John Travolta crushed his own movie with the hope that he would play better elsewhere.
The next film from the star "Gotti" would debut on December 15 under the Premiere division of Lionsgates, which had planned a small-scale release of the mafia movie – a choice that Travolta did not like.
"Lionsgate was planning a minimal release and I did some research on people who might have the interest and financial means to launch it better." Ed (Walson) is a fan of Gotti's story, and I really wanted to see the movie I invited his group, they saw it and they bought it, that's the simple explanation for this, "Travolta told Deadline after it was reported that Lionsgate was the one who planned not to release the film so close to the date.
"It was not eliminated, it was not easy to get Lionsgate to leave him, they said no, twice, and I literally begged them to reconsider and finally and generously let him go," Travolta continued until the deadline.
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"We signed this agreement about three weeks ago, to buy back the Lionsgate film, our mistake was that we should have said something at that time, and we discussed our plan for the film. this speculation that is so grossly wrong. "
A source familiar with the agreement told the Daily News that the film directed by Kevin Connolly was sold to producers a few weeks ago and that the discussions were ongoing for quite some time.
The source added that Lionsgate was happy to sell the film to give Travolta and producers the opportunity to release the film however they wanted.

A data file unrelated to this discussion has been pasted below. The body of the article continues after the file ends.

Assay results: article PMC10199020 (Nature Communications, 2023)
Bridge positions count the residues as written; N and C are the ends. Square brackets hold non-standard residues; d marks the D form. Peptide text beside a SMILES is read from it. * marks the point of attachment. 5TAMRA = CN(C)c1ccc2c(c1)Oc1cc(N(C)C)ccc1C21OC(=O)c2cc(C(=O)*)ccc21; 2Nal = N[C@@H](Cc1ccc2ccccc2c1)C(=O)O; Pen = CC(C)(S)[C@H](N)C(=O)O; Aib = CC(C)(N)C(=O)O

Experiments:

Travolta explained that he was able to find Walson, who produced five Broadway plays and eight films, including Woody Allen films "Café Society" and the upcoming "Wonder Wheel" "
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A representative of Travolta confirmed the deadline report for the Daily News and stated that they are approaching an agreement with a distributor, but could not reveal details in this time
He also told The News he could not comment on whether Lionsgate was compensated for his investment in the film.
Industry experts say that these kinds of situations do not happen very often.
"It's not common," producer and consultant Kathryn Arnold told the Daily News about the purchase.
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"He is a movie star who is probably proud of his work and wants to expand a version as much as possible," he continued.
Arnold said that it is likely that Travolta and his sponsors have to pay Lionsgate for anything they present in the film, and perhaps something else, to free them from any debt.
"It's a bold movement," he continued.
"It's very expensive not to release a movie."
Walson told Deadline that the plan is to get the film sh in Cannes and then make a big release shortly after and said he deserved the "brightness" of the festival film
"It's a supreme work that I thought deserved the proper recognition … I've seen the frustration that sometimes happens when distributors do not think of ready ways to promote a movie, let alone spend P & A money "he told Deadline. "I thought:" Here is an opportunity to take a magnificent movie and make it look ".
Lionsgate did not immediately respond to a Daily News request for comment.
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